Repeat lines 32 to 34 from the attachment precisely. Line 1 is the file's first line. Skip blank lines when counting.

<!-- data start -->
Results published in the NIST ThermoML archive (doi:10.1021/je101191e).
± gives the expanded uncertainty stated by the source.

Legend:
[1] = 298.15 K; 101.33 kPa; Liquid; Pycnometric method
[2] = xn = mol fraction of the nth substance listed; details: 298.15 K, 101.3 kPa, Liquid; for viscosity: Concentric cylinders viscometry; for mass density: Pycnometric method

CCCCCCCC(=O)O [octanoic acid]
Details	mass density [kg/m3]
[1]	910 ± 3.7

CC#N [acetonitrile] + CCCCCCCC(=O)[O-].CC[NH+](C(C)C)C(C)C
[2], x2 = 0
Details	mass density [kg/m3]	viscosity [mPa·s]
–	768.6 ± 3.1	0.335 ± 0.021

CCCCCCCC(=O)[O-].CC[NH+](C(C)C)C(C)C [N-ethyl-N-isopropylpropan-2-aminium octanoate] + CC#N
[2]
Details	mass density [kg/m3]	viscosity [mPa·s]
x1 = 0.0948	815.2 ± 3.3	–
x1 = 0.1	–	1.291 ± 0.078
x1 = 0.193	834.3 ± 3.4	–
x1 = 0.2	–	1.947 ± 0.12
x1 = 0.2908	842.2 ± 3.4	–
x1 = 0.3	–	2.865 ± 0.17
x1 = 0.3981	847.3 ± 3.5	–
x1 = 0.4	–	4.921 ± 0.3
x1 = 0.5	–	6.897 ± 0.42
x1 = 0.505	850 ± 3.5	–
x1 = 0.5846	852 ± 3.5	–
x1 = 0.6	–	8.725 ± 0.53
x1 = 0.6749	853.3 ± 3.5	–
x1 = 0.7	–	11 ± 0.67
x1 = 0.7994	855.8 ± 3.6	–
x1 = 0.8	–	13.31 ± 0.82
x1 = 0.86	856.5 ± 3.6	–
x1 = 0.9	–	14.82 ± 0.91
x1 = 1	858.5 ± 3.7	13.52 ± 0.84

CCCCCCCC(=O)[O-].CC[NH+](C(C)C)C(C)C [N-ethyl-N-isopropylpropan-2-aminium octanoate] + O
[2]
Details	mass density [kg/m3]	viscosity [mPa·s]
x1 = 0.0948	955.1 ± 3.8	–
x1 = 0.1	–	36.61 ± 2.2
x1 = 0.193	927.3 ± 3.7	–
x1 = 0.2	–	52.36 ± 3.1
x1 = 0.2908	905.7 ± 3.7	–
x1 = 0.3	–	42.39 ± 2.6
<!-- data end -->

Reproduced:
x1 = 0.86	856.5 ± 3.6	–
x1 = 0.9	–	14.82 ± 0.91
x1 = 1	858.5 ± 3.7	13.52 ± 0.84